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After public input, Bellingham City Council could change rental registration plan

It could be the end of the year before City Council decides whether to vote on a controversial rental registration ordinance.

After hearing three hours of public testimony from landlords and renters both opposed to and in favor of rental licensing, council members decided to take the ordinance back to committee during the regular Oct. 27 evening meeting.

Council will hold a work session at 1 p.m. Nov. 17 to discuss potential changes to a proposed program that would require owners to register rental properties each year and certify they are safe to live in.

The fee to register wouldn’t be finalized until the council votes to set a fee structure, but staff estimates show that to pay for the program, which could cost the city around $200,000 per year to operate, owners would need to pay about $20 to $40 if they own one to four units, $75 to $150 for five to 19 units, and $150 to $300 for properties with 20 or more units, according to a memo sent to council.

Certain types of property owners would be exempt from registration.

More than 50 people spoke before the council at a public hearing on the ordinance Monday night.

Several critics blasted the proposal for not requiring rentals be inspected on a regular basis. Western Washington University student Luke Cosbab told the council about his troubles combating rats, black mold and possums in his 100-year-old rental, with little help from his property management company.

“It’s been about seven weeks since I sent a letter and I’ve called in every two days. Just today I finally got a contractor assigned to check out some of the repairs that need to be done,” he said. “I really think there needs to be a proactive system instead of a reactive, complaint-based system.”

On the other hand, as many, if not more, people criticized the idea of requiring owners to register at all, citing the state’s landlord-tenant law and existing building code as sufficient legislation enabling each side to fix problems. Landlord Maggie Hanson said she owns five rentals in the city and has gotten many thanks from tenants, including the mother of one man who thanked Hanson for helping her son with his first rental experience.

“I don’t agree that we are slumlords,” she said. “We do the very best we can for our renters.”

Some of those opposed to the ordinance pointed out what they saw as potential flaws, such as the lack of detail about exactly when fines of $200 per day would go into effect for owners who don’t follow the rules; the legal ability, or inability, of any owner to state that their rental won’t present any danger to people who stay there; and a lack of clarity about who would perform inspections if they are required.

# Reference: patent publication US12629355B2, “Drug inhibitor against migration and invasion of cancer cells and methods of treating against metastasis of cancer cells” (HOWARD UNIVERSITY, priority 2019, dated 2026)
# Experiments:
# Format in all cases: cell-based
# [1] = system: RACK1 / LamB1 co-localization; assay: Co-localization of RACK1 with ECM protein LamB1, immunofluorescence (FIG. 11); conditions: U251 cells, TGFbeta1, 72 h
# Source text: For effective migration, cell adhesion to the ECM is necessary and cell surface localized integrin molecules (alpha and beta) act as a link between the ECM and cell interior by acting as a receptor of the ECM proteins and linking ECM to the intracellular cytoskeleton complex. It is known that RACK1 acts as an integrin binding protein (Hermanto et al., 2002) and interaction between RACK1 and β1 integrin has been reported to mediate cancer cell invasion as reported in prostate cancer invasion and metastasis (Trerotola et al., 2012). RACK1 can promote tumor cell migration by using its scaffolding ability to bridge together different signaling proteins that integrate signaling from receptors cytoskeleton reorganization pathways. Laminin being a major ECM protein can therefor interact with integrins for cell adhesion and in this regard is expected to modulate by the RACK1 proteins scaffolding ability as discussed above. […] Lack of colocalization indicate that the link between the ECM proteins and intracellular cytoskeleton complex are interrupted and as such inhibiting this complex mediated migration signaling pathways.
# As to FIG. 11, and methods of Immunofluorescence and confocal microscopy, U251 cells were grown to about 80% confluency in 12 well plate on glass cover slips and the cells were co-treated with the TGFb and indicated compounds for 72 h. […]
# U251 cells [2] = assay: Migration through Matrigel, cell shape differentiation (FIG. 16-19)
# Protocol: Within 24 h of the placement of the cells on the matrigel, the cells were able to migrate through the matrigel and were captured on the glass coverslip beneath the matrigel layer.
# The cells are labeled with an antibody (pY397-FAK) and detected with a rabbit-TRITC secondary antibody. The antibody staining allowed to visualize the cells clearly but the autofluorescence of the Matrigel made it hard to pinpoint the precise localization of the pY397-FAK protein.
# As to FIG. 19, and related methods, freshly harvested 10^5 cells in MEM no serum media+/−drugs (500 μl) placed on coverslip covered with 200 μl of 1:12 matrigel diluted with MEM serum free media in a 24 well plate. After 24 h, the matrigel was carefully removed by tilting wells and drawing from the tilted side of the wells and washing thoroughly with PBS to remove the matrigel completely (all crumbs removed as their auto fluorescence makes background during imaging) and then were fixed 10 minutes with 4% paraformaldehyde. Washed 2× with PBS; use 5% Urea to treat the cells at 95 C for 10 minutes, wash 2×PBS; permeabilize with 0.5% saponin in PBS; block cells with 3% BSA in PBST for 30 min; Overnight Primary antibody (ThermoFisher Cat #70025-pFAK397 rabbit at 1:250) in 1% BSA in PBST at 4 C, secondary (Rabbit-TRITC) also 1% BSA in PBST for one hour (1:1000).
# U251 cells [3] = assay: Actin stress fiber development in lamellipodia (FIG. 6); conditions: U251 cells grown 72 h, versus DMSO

Proponents who called for mandatory inspections compared the practice to regular health department visits to restaurants, and said an unfair power balance exists between tenants and landlords.

Landlord Beth Beyers said she considers her rental properties asa business, and should be registered and licensed like other businesses. Beyers has rented some of her properties to tenants through Section 8, a federal low-income housing program that requires yearly inspections of properties and evaluates tenants based on their housekeeping.

“The inspectors had a wealth of information and knowledge. This service was free to me, but it’s something that’s well worth paying for,” Beyers said. “While I’ve always (strived) to have great tenants, that has not always been the case for properties around mine. It has had a great impact on my tenants and my property.”

Perry Eskridge, government affairs director for the Whatcom County Association of Realtors, said the association supports the registration process, as it could be helpful to get a handle on how many rentals are in the city, and said students and other renters should use existing rules to follow through on fixing issues.

After the hearing, council member Terry Bornemann said he had wavered on whether to include an inspection element in any rental program, but had changed his mind.

“We need to have an an inspection component to this for it to be effective,” he said. “Even with rent getting raised - I hate to see that, but it’s necessary.”

In 2011, the council considered requiring registration and random inspection of a certain percentage of the city’s rentals each year. That program was expected to cost property owners $24 per rental unit to cover $300,000 per year for administrative and inspection costs. Then-council members voted down the proposal, which would have required property owners to submit a form stating that their rentals complied with city health and safety codes.

Council member Gene Knutson said he thought the council owed it to residents to try to vote on something before the end of the year.

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